Filo pastry is usually sold frozen so defrost it first. Use a clean tea towel to stop it drying out while you are working with the pastry. It is useful for scrunching up and putting on top of a pie or you can brush melted clarified butter on each sheet before layering the next sheet on top. (See How to Clarify Buttter).

– Buy puff pastry instead of trying to make it, preferably from a good producer who uses butter. It’s too hard to make at home for most of us. (If you can make it, obviously ignore this advice!).

– Defrost the puff pastry outside of the fridge – it should take about 30 minutes to an hour.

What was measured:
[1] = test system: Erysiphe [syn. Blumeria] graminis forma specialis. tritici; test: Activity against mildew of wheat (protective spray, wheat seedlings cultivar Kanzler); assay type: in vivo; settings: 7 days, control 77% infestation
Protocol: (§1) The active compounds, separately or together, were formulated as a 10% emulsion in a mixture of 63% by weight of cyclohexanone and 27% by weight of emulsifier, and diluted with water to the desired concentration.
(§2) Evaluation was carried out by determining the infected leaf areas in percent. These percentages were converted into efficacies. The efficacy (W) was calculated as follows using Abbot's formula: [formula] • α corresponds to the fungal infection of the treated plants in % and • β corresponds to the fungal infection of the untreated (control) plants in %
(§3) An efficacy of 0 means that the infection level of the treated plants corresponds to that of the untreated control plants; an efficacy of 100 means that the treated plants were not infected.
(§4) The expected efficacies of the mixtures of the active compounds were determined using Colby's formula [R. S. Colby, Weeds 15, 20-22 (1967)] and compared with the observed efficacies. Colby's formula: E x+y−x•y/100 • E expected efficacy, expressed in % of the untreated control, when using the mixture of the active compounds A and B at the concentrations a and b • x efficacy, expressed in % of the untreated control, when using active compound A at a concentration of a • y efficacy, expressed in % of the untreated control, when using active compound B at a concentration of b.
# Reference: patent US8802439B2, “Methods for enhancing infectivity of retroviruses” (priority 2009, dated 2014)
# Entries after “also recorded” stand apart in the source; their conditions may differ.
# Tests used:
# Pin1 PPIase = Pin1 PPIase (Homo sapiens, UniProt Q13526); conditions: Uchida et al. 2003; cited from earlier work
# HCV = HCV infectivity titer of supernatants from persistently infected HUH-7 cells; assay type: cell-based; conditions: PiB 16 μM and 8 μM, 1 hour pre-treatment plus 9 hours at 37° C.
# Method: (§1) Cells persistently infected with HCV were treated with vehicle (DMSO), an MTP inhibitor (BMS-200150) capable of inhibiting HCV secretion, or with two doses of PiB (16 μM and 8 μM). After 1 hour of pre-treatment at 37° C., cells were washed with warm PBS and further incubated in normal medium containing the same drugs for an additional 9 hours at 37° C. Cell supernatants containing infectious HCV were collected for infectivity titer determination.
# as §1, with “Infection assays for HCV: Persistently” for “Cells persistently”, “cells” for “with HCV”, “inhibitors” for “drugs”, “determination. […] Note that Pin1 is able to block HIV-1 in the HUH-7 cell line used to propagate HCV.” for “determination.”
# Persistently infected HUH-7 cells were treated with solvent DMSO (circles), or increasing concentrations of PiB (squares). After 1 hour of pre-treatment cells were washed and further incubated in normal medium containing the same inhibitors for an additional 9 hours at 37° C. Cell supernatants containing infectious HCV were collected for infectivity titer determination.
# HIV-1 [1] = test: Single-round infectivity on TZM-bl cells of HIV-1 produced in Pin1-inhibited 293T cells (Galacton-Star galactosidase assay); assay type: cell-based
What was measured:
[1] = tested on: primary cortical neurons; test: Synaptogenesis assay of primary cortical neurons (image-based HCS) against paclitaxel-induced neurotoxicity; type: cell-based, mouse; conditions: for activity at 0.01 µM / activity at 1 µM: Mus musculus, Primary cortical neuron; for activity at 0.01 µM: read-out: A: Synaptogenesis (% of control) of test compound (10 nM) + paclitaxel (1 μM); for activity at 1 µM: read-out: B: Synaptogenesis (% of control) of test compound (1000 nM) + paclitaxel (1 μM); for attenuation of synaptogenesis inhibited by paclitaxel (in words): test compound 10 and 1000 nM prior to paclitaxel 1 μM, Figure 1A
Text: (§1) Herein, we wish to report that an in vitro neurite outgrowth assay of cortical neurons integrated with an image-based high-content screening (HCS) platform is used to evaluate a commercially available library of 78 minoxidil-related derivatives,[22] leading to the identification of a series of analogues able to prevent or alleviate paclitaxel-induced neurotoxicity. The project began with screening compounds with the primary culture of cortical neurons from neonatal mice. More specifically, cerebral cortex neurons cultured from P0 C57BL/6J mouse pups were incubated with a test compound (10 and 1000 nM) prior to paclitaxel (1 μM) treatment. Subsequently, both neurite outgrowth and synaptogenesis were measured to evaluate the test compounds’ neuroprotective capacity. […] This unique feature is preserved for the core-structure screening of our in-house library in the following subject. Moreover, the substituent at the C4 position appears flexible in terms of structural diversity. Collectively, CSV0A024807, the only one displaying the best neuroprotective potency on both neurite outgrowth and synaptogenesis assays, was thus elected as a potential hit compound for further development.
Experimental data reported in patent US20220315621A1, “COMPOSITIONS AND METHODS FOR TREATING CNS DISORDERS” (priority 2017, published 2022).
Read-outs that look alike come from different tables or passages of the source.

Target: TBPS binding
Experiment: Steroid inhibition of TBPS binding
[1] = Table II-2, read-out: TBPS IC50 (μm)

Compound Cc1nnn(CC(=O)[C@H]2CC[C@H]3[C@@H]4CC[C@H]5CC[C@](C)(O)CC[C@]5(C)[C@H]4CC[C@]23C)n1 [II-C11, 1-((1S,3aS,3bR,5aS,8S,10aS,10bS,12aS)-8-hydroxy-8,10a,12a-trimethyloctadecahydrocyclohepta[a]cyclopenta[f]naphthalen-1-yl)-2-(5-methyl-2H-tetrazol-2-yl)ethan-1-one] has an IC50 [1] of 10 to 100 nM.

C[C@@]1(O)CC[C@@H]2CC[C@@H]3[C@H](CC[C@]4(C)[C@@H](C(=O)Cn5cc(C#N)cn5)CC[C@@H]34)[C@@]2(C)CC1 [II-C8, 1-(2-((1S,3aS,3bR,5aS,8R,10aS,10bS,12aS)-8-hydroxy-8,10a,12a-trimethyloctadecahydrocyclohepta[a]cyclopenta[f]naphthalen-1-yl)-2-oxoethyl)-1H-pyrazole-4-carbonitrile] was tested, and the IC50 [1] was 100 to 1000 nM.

– If you are cutting out shapes, dip the cutter into flour to stop it sticking to the pastry. Never twist the cutter into puff pastry or you will damage the layers and it may not rise well: just press it through.

– Always use a sharp knife to cut and cut the pastry cleanly (don’t drag the knife through).

– Don’t roll the edge of the pastry or you will compress the layers and it may not rise well.


Savoury pâte brisée recipe

This is the classic Cordon Blue recipe for pâte brisée. The butter needs to be softened (not chilled) in this case because you will blend it by hand into the flour. The method is similar to making pasta. You can make pâte brisée 2-3 days before you use it, keeping it in the fridge well covered in cling film. Allow it to soften slightly before rolling it but don’t let it get warm.


200g plain flour
1 egg
1 tablespoon (15ml) ice cold water
Pinch of salt
100g butter, softened